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Goodbye CDs, Welcome Home Radio

One thing I have noticed over the years that my music collection, consisting of audio cassettes and CDs of Hindi songs amassed over more than 15 years, was mostly gathering dust. It has become rare for me to switch-on the music system at home. The system in the car gets used more often but even there it is the same set of CDs that keep playing again and again. Not that my taste have changed (though I should admit that the intensity of the craving for music has gone down signficantly over the years), but it is just that changing CDs or audio cassettes is just too much hassle. It was not unusual to have the same set of CDs playing in the car stereo for months, making it much more appealing to switch to the radio.

So when a friend talked about his home radio system powered by an old Apple laptop and free iTunes software, playing a huge collection of songs in a random order 24x7, and allowing him to tune-in from any of the myriad FM tuners present at various locations in the house, I got interested and started thinking about creating something similar.

Collecting all the pieces and assembling them into a home radio station to my satisfaction took some time, close to 10 days, but now that the system is fully functional, it surpasses my friend's system in certain capabilities. It has been working quite well for past few days -- so much so that and even the kids and their mom like it and I feel quite good about it.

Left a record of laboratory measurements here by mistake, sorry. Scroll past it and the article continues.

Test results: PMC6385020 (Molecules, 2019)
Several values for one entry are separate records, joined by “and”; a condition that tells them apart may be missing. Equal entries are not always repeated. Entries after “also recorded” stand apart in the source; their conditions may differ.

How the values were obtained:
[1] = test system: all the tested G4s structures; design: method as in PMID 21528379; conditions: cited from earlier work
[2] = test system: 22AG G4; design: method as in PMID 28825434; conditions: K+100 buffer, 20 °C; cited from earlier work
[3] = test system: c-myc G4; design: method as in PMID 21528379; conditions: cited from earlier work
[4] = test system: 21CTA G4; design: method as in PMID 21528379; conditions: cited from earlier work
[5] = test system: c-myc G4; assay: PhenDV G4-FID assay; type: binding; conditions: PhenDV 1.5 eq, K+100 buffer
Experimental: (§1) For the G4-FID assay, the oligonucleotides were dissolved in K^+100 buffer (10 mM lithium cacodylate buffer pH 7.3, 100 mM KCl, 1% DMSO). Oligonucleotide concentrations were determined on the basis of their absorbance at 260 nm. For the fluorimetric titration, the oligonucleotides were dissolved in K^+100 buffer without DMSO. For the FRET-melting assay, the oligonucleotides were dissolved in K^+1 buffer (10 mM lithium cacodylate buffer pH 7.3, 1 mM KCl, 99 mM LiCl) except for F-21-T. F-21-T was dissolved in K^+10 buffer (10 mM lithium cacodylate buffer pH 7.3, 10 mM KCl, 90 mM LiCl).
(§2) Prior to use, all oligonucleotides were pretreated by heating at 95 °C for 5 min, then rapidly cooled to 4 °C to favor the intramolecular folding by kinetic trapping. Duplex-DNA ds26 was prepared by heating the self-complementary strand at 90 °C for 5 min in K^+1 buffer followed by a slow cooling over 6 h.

If you find the idea intriguing and long for such a system at your own home, it is easy to create one without spending a lot of money. Just read on.

The Basic Setup

The basic system is pretty simple -- an MP3 player plays the songs in shuffle mode repeatedly, feeding the audio output to a FM transmitter. I used my Compaq EVO N1015v (AMD AthlonXP 1600+ CPU, 512MB RAM, 30GB HDD) running MS-Windows 2000-SP4 and free Apple iTunes as the MP3 player and the Whole House FM Transmitter as the FM transmitter. You are welcome to use whatever is convenient for you, but keep in mind that using an MP3 player like Apple iPod or those from SanDisk would deprive you from important capabilities such as controlling the player from anywhere in the house and the ability to listen to any Internet Radio station and optionally, recording that. Other thing is that using an older, less powerful computer could also be problematic, for my laptop usually shows 100% CPU utilization during high activity periods.


You also need to be careful about the FM transmitter -- most of the transmitters available in my local Frys store had very short range (though, strangely, the specifications didn't talk about range at all), and hence were inadequate for a home radio system. Whole House FM Transmitter has a decent range -- the advertised value is 150-500 ft in all directions. Although I installed it in a remote corner of the house, the reception is quite good at most locations I care for.


Few other things to keep in mind: make sure that your PC has its volume control non-muted and the FM transmitter power switch is on. For setting the FM channel I just followed the instructions that come with the product. Another thing that took a while for me to figure out was that I needed to attach an indoor FM antenna to my Panasonic Home Theater Sound System to be able to tune any FM channel. Most other FM tuners worked without need for an antenna.